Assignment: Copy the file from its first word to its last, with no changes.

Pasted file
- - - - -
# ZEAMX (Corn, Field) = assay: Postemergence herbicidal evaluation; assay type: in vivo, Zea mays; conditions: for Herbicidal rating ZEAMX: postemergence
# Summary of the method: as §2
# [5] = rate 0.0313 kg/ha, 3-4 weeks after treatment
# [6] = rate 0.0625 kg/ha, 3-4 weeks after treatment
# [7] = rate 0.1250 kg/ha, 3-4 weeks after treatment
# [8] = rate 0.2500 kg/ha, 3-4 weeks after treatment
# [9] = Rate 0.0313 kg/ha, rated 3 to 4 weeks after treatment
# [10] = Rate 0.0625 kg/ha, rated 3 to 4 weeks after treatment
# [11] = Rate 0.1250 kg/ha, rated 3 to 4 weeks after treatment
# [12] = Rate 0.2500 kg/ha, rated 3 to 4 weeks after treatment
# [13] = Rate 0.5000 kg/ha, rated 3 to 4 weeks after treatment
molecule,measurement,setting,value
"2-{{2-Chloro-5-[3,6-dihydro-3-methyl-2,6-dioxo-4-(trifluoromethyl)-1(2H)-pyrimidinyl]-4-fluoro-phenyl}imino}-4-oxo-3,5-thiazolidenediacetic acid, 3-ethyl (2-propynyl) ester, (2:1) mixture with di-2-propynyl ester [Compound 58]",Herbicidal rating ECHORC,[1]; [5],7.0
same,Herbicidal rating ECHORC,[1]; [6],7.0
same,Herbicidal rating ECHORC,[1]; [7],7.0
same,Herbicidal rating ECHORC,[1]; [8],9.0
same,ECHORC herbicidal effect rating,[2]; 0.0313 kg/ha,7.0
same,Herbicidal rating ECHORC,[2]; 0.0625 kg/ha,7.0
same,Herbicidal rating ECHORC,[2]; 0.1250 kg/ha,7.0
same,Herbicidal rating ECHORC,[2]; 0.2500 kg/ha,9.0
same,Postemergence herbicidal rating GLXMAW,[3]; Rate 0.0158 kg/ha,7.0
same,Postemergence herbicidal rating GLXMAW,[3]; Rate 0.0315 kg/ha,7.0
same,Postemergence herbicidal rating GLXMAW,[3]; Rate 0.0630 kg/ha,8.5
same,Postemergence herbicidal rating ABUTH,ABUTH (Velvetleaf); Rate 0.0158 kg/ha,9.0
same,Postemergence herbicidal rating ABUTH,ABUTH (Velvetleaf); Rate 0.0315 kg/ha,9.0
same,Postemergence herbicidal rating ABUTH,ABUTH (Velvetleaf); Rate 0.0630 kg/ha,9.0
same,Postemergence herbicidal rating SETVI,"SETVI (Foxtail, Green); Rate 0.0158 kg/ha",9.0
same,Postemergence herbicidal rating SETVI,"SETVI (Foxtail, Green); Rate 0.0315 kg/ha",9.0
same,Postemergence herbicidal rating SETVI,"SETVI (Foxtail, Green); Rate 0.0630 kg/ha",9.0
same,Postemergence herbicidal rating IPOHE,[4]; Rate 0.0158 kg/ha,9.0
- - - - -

# ZEAMX (Corn, Field) = assay: Postemergence herbicidal evaluation; assay type: in vivo, Zea mays; conditions: for Herbicidal rating ZEAMX: postemergence
# Summary of the method: as §2
# [5] = rate 0.0313 kg/ha, 3-4 weeks after treatment
# [6] = rate 0.0625 kg/ha, 3-4 weeks after treatment
# [7] = rate 0.1250 kg/ha, 3-4 weeks after treatment
# [8] = rate 0.2500 kg/ha, 3-4 weeks after treatment
# [9] = Rate 0.0313 kg/ha, rated 3 to 4 weeks after treatment
# [10] = Rate 0.0625 kg/ha, rated 3 to 4 weeks after treatment
# [11] = Rate 0.1250 kg/ha, rated 3 to 4 weeks after treatment
# [12] = Rate 0.2500 kg/ha, rated 3 to 4 weeks after treatment
# [13] = Rate 0.5000 kg/ha, rated 3 to 4 weeks after treatment
molecule,measurement,setting,value
"2-{{2-Chloro-5-[3,6-dihydro-3-methyl-2,6-dioxo-4-(trifluoromethyl)-1(2H)-pyrimidinyl]-4-fluoro-phenyl}imino}-4-oxo-3,5-thiazolidenediacetic acid, 3-ethyl (2-propynyl) ester, (2:1) mixture with di-2-propynyl ester [Compound 58]",Herbicidal rating ECHORC,[1]; [5],7.0
same,Herbicidal rating ECHORC,[1]; [6],7.0
same,Herbicidal rating ECHORC,[1]; [7],7.0
same,Herbicidal rating ECHORC,[1]; [8],9.0
same,ECHORC herbicidal effect rating,[2]; 0.0313 kg/ha,7.0
same,Herbicidal rating ECHORC,[2]; 0.0625 kg/ha,7.0
same,Herbicidal rating ECHORC,[2]; 0.1250 kg/ha,7.0
same,Herbicidal rating ECHORC,[2]; 0.2500 kg/ha,9.0
same,Postemergence herbicidal rating GLXMAW,[3]; Rate 0.0158 kg/ha,7.0
same,Postemergence herbicidal rating GLXMAW,[3]; Rate 0.0315 kg/ha,7.0
same,Postemergence herbicidal rating GLXMAW,[3]; Rate 0.0630 kg/ha,8.5
same,Postemergence herbicidal rating ABUTH,ABUTH (Velvetleaf); Rate 0.0158 kg/ha,9.0
same,Postemergence herbicidal rating ABUTH,ABUTH (Velvetleaf); Rate 0.0315 kg/ha,9.0
same,Postemergence herbicidal rating ABUTH,ABUTH (Velvetleaf); Rate 0.0630 kg/ha,9.0
same,Postemergence herbicidal rating SETVI,"SETVI (Foxtail, Green); Rate 0.0158 kg/ha",9.0
same,Postemergence herbicidal rating SETVI,"SETVI (Foxtail, Green); Rate 0.0315 kg/ha",9.0
same,Postemergence herbicidal rating SETVI,"SETVI (Foxtail, Green); Rate 0.0630 kg/ha",9.0
same,Postemergence herbicidal rating IPOHE,[4]; Rate 0.0158 kg/ha,9.0